A Look Inside an ECHO Tour
By Zach Walker
The leaves tasted like mashed peas and the berries like cotton candy. Even the little girl who kept begging to be picked up by her mom scurried around the tour guide to get a taste.
The college student asked questions about planting procedures while the missionary took pictures of an outhouse and then used it. The girl with mud in her sandals talked to the pigs.
ECHO offers summer tours of its global farm three times every week. Guests arrive at 9:30 on Tuesday, Friday, or Saturday to learn about the tropical produce, agriculture practices, and mission of equipping the world with knowledge through two-hours of walking. Tours are also offered December through April on a more frequent basis.
Four fans whirled in tandem to offer air-conditioned comfort before the group ventured into the forest. Lines of plastic chairs faced a projector screen while Matt Cunningham, the tour guide, welcomed each new guest.
With a tap of his laptop trackpad, Matt introduced the group to ECHO’s global mission through a video that began showing the impacts of international research and training.
The screen projected animations of ECHO’s process with simple cartoon farmers and visual aides representing global impact.
A family from Tanzania was shown as an example of sustainable farming practices such as sack gardens and biogas stoves. To conclude, ECHO CEO David Erickson appeared on screen to speak about the mission.
“There are abundant reasons to care about hunger and malnutrition around the world,” Erickson said. “The Bible commands it, our humanity demands it. For us, it’s a profound privilege.”
Matt led the way swinging his 32 oz. metal water bottle around his fingers. The group crossed the road and entered a different world. A world of chirping cicadas and mango trees. Of rainforests and mountains and humid lowlands.
The group halted whenever a large white sign came into focus. Each one announced a reason as to why ECHO’s mission matters.
“75% of the world’s food is generated from only 12 plants and 5 animals species,” one sign read.
“There are close to one billion people living in hunger the world world today.”
“A child dies from hunger-related causes every 12 seconds.”
Guests asked Matt to identify fruits and explain why that papaya didn’t look like the papayas in their backyard. The little girl pointed at the tree while her mom smiled and listened.
Banana trees and palm fronds passed on each side of the dirt path as the group traveled to the hot humid lowlands. One of seven distinct environments on the ECHO campus, the lowlands mimics the agricultural conditions of humid countries like Thailand and the Philippines.
Matt pointed to a rice paddy cultivated using the system of rice intensification, or SRI. A bamboo shack stood in the trees to the right.
The path snaked through a field lined with pineapples where an intern was clipping tomato plants. Matt reached up toward his favorite plant on the farm, the caimito tree. The golden undersides of the leaves shimmered in the afternoon sun.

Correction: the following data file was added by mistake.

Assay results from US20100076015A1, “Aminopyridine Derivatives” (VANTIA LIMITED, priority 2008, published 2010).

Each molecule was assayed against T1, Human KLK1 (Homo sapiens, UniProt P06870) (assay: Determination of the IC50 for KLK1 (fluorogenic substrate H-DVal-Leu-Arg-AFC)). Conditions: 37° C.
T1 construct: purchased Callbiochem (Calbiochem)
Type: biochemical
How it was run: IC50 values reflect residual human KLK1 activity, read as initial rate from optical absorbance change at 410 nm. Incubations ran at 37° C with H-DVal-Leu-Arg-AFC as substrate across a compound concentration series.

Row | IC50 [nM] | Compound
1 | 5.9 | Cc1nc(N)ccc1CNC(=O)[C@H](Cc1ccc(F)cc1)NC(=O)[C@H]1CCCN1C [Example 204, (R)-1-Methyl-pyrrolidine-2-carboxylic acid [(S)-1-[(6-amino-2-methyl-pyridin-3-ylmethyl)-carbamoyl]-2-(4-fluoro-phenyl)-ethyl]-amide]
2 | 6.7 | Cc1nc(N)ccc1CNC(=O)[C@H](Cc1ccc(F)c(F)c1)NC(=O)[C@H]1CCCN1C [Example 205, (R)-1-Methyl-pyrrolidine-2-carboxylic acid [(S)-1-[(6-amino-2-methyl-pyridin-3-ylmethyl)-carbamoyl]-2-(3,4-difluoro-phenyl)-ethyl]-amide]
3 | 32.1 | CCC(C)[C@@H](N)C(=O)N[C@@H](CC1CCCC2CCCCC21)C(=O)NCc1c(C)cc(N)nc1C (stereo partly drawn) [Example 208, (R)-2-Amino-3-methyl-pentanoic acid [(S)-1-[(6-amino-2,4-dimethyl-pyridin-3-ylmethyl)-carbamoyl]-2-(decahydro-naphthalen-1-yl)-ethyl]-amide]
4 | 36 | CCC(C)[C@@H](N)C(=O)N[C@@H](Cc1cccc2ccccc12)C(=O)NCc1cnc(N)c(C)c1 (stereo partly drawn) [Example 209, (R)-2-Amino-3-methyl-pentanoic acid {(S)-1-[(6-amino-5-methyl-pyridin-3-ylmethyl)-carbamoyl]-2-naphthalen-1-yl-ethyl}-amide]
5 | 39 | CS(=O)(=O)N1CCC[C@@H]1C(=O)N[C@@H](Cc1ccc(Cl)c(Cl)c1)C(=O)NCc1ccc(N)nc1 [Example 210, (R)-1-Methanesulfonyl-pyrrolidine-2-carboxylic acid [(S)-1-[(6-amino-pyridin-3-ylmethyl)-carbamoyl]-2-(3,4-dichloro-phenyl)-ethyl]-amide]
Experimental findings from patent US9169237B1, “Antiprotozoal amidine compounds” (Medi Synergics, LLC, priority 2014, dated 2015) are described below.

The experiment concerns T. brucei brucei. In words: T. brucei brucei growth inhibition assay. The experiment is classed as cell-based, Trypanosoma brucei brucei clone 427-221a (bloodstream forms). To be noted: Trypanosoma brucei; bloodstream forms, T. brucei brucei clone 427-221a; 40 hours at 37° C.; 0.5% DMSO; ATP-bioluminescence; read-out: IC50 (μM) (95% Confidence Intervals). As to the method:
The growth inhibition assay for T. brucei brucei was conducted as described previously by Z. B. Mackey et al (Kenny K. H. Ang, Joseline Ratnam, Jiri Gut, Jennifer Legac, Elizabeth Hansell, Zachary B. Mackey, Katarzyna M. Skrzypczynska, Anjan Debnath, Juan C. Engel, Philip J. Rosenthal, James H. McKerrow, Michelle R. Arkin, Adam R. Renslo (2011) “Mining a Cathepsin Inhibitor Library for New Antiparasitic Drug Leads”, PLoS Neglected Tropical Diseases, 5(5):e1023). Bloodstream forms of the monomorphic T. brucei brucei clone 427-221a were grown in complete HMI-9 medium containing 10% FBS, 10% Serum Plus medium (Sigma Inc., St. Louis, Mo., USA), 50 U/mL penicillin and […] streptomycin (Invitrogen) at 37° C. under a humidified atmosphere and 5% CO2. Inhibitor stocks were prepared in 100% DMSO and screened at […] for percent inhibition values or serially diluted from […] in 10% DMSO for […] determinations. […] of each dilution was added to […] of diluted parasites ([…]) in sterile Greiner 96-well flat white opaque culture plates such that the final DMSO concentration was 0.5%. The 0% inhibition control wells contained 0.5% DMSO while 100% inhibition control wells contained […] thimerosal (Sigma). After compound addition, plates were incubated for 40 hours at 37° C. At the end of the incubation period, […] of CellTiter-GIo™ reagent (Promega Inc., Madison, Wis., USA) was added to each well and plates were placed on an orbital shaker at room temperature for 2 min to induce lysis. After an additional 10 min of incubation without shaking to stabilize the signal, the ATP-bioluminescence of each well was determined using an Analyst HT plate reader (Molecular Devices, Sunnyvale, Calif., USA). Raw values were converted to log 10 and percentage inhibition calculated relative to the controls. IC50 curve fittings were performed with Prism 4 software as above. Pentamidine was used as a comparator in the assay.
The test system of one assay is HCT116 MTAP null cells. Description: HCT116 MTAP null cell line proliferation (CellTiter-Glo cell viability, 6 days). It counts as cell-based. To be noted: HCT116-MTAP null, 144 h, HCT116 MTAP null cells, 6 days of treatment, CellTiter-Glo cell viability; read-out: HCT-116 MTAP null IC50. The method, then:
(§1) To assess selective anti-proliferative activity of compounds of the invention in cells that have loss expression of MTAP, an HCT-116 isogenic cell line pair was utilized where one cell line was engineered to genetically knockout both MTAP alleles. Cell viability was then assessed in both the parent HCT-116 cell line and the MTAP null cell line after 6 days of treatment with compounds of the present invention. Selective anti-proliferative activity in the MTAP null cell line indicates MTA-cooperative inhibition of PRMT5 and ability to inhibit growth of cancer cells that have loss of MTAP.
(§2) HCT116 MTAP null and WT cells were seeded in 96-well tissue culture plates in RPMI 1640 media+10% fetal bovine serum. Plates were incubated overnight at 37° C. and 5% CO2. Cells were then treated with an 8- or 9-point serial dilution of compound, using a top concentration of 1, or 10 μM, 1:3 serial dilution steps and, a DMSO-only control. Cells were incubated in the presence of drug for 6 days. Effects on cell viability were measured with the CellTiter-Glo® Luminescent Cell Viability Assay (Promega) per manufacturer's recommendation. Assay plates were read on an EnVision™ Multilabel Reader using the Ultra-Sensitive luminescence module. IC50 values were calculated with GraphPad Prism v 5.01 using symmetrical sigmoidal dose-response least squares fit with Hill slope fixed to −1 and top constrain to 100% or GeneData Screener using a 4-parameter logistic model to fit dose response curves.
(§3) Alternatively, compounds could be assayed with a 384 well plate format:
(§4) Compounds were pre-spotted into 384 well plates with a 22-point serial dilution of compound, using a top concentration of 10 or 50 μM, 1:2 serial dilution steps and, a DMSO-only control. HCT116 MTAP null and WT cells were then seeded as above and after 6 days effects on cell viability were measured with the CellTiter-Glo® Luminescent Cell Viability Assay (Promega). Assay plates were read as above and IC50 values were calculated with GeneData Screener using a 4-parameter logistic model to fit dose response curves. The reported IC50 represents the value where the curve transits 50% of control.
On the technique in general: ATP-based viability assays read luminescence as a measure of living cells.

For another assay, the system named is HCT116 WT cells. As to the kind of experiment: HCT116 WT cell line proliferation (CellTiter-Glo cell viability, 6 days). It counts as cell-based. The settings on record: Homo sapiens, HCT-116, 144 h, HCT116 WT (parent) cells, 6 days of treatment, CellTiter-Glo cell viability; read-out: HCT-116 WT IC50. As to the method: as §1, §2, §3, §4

A man-made mountain towered over the group, the cornerstone of the tropical highlands area built to match the conditions of the sloped farms found in hilly countries like Lesotho and Honduras. A woman snapped close-up iPhone photos of the same leaves and stems used by highland farmers to stay alive.
An intern pulled a wooden rod caked with liquid manure from a plastic drum. He explained the process of making biogas, a renewable fuel made from animal waste and water that can provide heating needs to low-income families in Africa. Matt lit a burner and produced a hot blue flame fueled solely by biogas.
Goat bleats and pig snorts accompanied the slight smell of manure in the air as the group departed the biogas area and approached the urban gardens, Matt’s speciality, which are designed to test plant performance in areas without open farmland. Rabbits chewed on banana leaves while plants sprouted from tires and kiddie pools. Green stems and colorful flowers contrasted with concrete.
After the urban gardens, Matt walked toward the end of the tour. A few more edible plant samples and explanations of the work being done overseas were given before reaching the final destination.
One more sign stood within a riot of branches and leaves. Two children forever smiling on the white plastic beside the words “Do You See What’s Possible?”. Matt encouraged the mother and child and the sandal girl and the missionary and the rest of the group to become part of ECHO’s efforts by volunteering or giving financially. Heads nodded and smiles spread.
“Thank you all,” Matt said. “Have a great rest of your day.”
You, too, can be part of ECHO’s mission of empowering the world with knowledge and escaping the grips of hunger. Sign up for our monthly newsletter, make a financial contribution, or simply learn more through our website. We hope you consider coming along for the journey.